Joaquin Phoenix won an Oscar, BAFTA and Golden Globe as DC Comics villain Joker in this fresh take, set in the early 80s, co-written and directed by Todd Phillips (The Hangover). Co-stars Robert De Niro and Deadpool 2's Zazie Beetz. Winner of Best Film at Venice Film Festival 2019.
"Arthur Fleck (Phoenix) ekes out a living as a clown, performing for tourists and children as he dreams of fame as a stand-up comedian like his hero, talk show host Murray Franklin (De Niro). But people never do what Arthur wants them to do, his inner torment eats at him, and his ailing mother keeps harping on everything she is owed by her former employers, the Wayne family. Life is so ugly that you just have to laugh. As Arthur descends into the unhinged killer he must become, Phoenix keeps us on edge as he reveals the soul of a man in crisis. A tentative romance with his neighbour Sophie (Beetz) grows more dangerous with each encounter." (Toronto International Film Festival)
Best Actor in a Leading Role (Phoenix) and Original Score, Academy Awards 2020; Best Performance (Phoenix) & Original Score, Golden Globes 2020; Best Actor (Phoenix), Original Score & Casting, BAFTAs; Winner of the Golden Lion (Best Film), Venice Film Festival 2019
The word “problematic” boomed through social media megaphones even by people who had yet to see Todd Philips’ Joker after its much-hyped premiere at the Venice Film Festival. But for all the fears of it promoting ‘incels’ (shorthand for the ‘involuntarily celibate’ online subculture linked to real-world misogynistic horrors like the 2014 Isla Vista killings) and the broader extreme right wing movement more generally, the North American premiere that I saw at the Toronto International Film Festival left me with a different conclusion...
The Joker’s whole deal is the chaotic lack of logic behind his acts, so exploring his origin story was always going to be complicated. Directed by Todd Phillips (The Hangover, Due Date, War Dogs), Joker is kind of a mess. A stylised Gotham City never once captures the magic of Phillips’ alleged cinematic references—Scorsese’s Taxi Driver and Akerman’s News From Home.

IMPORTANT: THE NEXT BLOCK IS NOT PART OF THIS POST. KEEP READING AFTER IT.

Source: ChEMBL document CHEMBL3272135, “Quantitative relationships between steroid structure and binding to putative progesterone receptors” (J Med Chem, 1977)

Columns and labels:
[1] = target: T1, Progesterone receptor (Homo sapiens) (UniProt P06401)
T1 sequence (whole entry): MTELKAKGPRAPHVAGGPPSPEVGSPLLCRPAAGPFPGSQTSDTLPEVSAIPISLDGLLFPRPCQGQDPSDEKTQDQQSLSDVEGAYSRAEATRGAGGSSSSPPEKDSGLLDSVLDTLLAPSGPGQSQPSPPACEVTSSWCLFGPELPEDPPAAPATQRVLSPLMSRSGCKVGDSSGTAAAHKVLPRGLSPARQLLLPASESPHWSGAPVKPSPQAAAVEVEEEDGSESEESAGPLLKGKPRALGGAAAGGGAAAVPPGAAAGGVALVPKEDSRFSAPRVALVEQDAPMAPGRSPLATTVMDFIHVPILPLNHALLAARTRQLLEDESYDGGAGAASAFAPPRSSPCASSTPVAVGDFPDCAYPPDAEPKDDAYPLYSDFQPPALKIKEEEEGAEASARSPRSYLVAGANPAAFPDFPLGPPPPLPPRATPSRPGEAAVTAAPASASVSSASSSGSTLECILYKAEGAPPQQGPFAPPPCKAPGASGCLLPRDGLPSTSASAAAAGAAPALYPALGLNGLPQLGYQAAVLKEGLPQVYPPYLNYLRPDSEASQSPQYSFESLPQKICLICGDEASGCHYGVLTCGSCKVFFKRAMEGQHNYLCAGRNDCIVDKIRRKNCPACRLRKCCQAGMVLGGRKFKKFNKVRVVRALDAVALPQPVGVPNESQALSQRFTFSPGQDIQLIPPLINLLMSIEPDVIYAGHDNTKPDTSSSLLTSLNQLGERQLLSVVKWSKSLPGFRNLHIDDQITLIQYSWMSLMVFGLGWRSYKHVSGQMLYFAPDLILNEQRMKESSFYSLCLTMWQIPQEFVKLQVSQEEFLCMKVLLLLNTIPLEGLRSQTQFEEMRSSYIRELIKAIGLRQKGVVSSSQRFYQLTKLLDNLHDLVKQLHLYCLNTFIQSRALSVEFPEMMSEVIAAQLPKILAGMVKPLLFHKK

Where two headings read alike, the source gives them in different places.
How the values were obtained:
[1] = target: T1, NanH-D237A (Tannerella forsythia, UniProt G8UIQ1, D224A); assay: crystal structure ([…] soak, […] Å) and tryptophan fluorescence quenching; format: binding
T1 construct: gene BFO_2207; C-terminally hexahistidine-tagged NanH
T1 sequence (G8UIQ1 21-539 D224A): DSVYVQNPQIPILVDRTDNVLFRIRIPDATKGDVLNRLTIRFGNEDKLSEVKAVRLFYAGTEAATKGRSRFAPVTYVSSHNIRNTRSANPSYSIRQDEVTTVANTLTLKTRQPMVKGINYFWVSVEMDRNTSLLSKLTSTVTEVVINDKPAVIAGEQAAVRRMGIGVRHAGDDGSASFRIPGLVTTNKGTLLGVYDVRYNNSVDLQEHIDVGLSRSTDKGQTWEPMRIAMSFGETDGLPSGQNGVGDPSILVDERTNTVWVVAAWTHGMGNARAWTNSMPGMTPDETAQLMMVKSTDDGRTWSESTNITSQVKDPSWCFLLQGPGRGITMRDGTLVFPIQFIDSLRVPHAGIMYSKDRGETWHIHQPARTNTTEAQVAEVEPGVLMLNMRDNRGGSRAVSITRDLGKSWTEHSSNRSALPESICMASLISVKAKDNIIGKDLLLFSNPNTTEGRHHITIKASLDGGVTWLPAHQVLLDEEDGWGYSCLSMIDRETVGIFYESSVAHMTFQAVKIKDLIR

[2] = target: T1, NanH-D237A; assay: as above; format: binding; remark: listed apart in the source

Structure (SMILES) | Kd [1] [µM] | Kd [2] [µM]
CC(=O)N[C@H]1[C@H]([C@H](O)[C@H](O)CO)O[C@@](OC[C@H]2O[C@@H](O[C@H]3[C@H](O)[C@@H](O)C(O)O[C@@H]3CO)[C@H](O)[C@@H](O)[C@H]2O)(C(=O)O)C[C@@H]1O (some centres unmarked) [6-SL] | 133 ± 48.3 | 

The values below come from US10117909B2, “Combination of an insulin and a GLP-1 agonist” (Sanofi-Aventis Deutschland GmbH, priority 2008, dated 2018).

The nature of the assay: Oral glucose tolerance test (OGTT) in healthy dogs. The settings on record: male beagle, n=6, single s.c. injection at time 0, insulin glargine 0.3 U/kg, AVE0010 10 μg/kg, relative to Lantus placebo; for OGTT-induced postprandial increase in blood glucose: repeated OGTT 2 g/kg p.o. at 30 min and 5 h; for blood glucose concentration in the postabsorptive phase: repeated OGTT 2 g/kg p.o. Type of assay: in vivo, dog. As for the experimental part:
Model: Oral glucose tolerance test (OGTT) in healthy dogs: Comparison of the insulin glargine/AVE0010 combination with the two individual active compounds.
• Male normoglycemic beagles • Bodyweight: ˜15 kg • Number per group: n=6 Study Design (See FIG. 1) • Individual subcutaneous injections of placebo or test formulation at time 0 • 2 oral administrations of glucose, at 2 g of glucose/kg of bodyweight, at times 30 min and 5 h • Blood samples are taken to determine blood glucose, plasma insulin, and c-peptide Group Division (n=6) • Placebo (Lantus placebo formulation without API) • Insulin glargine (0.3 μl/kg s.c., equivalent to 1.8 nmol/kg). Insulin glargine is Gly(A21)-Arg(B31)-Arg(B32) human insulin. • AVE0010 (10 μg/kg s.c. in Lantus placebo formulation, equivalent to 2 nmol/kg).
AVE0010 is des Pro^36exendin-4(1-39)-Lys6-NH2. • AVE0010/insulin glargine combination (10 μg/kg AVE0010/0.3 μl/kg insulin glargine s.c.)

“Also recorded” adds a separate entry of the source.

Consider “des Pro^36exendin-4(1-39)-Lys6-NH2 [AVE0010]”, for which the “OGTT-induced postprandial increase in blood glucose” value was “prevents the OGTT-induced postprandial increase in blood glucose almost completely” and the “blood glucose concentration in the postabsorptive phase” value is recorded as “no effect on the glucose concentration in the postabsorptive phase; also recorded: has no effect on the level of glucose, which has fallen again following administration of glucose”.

It is brilliantly performed – you can put the house on Phoenix getting an Oscar nomination, at least – stunningly well staged and disarmingly well written and argued. It also contains the seeds – the Batman origin story is revisited – for a remake of Batman Begins.
As a standalone piece of cinema documenting the grim descent of a broken human being into madness this is visceral, confronting, uncomfortable and flawed. Gifted storytelling in places, heavy-handed when it needn't be in others, there is so very little light in the dark and there is nothing blockbuster here.
Not to discredit the imaginative vision of the writer-director, his co-scripter and invaluable tech and design teams, but Phoenix is the prime force that makes Joker such a distinctively edgy entry in the Hollywood comics industrial complex.
Superhero blockbuster this is not: a playful fireman's-pole-based homage to the old Batman television series is one of a very few lighthearted moments in an otherwise oppressively downbeat and reality-grounded urban thriller...
"Joker" achieves two contradictory goals simultaneously, delivering a blockbuster that highlights what is eternally captivating about the character, while at the same time offering a sobering critique of the nihilism that has long been the Joker's M.O.
Having brazenly plundered the films of Scorsese, Phillips fashions stolen ingredients into something new, so that what began as a gleeful cosplay session turns progressively more dangerous - and somehow more relevant, too.